That was at 2pm local time. Swarms of Irish were still gathering in the Old Town Square – at this point there was barely breathing space, unless you were seated at a bar or restaurant – and we didn’t have to wait too long for the first of many ‘fan battles’. Let me just say, it isn’t what it sounds like.There was no physical violence, or any violence at all. Tens of Irish fans pitched their chants and wit against a small, compact group of Italians who, to give them credit, kept it going even though they were severely outnumbered. Cue an endless re-run of the ‘Fields of Athenry’, ‘Come on you Boys in Green’ and, perhaps one of the wittiest I had the pleasure of witnessing, the ‘Ohhh Trapattoni, used to be Italian but he’s Irish now’ which sure enough got the blue blood of the Italians pumping. I was reclining in a bar a stones throw away and seriously considered fetching that oh so elusive Trapattoni mask that many Italians seemed to adore. (I was asked for more photographs once I had taken it out again, which I found was somehow more aesthetically pleasing than the last time.)
Following the conclusion of the fan battles the Italians dispersed and the Irish took over, conjuring up all types of previously unheard of wit-fuelled chants. A particular favourite of mine was the ‘Alive Alive-o’ song sung to the tune of Stephen’s Ireland’s grandmother. (Funnily enough, a couple of friends we had conversed with in a restaurant after the Irish shenanigans had told us of an old lady waving down to the Irish fans in Gdansk as they were passing by. As one would expect, with the unrivalled wit of the Irish, an Irishman took notice of this woman and shouted ‘Stephen Ireland’s Granny’, and of course, the whole street subsequently erupted in true Irish fashion.) The day, and banter exchanged between the Irish and Italians, was nothing but jovial and good-natured and it inevitably set the tone for the fixture later that night.
The chanting on the tram was even more impressive. Irish fans were forced to cram on tram ‘Linia 13’, whose route led directly to the stadium, and, amid the cramming, everybody present exuded copious amounts of sweat, their respective jerseys glued to their respective bodies, during the 15 minute journey. The absence of a working air-conditioning didn’t help the cause either. More chanting inevitably ensued and odes to Trapattoni and Paul McShane – although the latter, having played zero minutes in Ireland’s three games, was clearly the subject of a pisstake (‘Ooh Aah Paul McShane’) – and slamming of former Irish international Roy Keane – ‘F**k you Roy Keane, We’ll Sing when we want’ – made the trip that much more enjoyable as many in tram, jolly as they were, were now beginning to feel the full wrath of a packed tram with next to no space to roam. Sure enough, our destination duly arrived, to the satisfaction and relief of all.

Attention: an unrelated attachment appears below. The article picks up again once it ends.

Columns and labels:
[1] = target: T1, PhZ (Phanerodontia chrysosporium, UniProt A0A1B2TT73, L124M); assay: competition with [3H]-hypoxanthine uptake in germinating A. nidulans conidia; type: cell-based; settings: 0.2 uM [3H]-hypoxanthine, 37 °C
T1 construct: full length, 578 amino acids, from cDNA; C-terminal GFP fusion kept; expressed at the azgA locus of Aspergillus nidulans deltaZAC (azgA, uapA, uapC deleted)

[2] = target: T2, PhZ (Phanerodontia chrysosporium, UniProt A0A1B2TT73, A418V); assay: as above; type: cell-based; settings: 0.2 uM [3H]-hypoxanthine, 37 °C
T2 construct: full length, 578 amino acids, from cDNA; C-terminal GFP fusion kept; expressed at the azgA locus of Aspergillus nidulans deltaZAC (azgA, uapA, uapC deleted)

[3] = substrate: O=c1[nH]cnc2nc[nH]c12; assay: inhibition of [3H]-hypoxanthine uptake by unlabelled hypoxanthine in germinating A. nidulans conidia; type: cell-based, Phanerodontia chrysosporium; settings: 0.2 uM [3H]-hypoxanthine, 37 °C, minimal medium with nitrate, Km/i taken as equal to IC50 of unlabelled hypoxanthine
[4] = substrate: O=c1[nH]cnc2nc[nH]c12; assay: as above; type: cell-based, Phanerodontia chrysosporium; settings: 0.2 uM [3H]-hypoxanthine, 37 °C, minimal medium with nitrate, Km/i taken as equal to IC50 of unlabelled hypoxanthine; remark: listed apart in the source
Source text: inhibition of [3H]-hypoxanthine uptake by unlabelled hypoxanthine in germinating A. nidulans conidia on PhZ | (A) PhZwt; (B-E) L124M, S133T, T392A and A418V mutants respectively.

Scores of us heaved our way through each other in order to depart the tram and after some serious pushing, amid a bulging train, we finally found our way out. Prior to the stadium we had met up with a friend of ours back home who was involved throughout the tournament with Ireland. He told us a story regarding the WAG’s of the ‘nobodies’ in the team – harsh (and not my words) – and how they rejected outright the hotel that was proposed for them in Gdansk. Instead they resided somewhere else for the couple of days in the North of Poland. However, on their way down to Poznan, our friend told us of how the WAG’s demanded to stop for McDonald’s. It was here that their class had finally shown through (I’ll say no more).
The match itself was the only disappointment of an otherwise perfect trip. What the Irish team tend to do when a country who’s vastly superior to us is drag them down to our level. And that’s exactly what we did in a game where Italy embarked on arguably their poorest showing in the tournament, while the opposite was in order for the Irish. There were few breaks but when they did come, as a result Italians misplacing passes – how uncharacteristic! – the Irish players in possession – Glen Whelan, for example, when it was a 2 v 2 – squandered it. It perhaps emphasised the fact that a large percentage of our goals came directly from set-pieces. (It was also my first time supporting Ireland outside the country, which made for an even more pleasant experience.)
As soon as I’d returned I was gagging for more. Immediately, as soon as we reached the airport, I checked the upcoming fixtures: Serbia and Kazakhstan. Tickets were mooted for over €200 to and back from Belgrade, which was a tad expensive for an unemployed 17-year-old. And that’s excluding the ticket and accommodation. I guess my next away trip would have to wait. Oh well…
Ireland EURO 2012 Songs:
‘Ohhh Trapattoni, used to be Italian but he’s Irish now’
‘The group is upside-down, the group is upside-down, you’re hardly gonna believe us, the group is upside-down’
‘We’re better than the Dutch’
‘Stephen Ireland’s granny’ (sung to the tune of ‘You”ll never beat the Irish’, was a chant adopted by Irish fans after an old lady waved to Irish fans from her balcony in Gdansk, Poland)
‘Alive Alive-o, Alive Alive-o, Stephen Ireland’s grandmother’s Alive Alive-o’
‘We’ll sing when we want, We’ll sing when we want, Fuck you Roy Keane, We’ll sing when we want’